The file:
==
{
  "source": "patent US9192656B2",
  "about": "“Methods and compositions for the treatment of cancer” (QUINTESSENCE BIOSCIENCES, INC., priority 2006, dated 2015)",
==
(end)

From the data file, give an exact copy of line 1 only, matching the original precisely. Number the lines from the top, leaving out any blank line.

{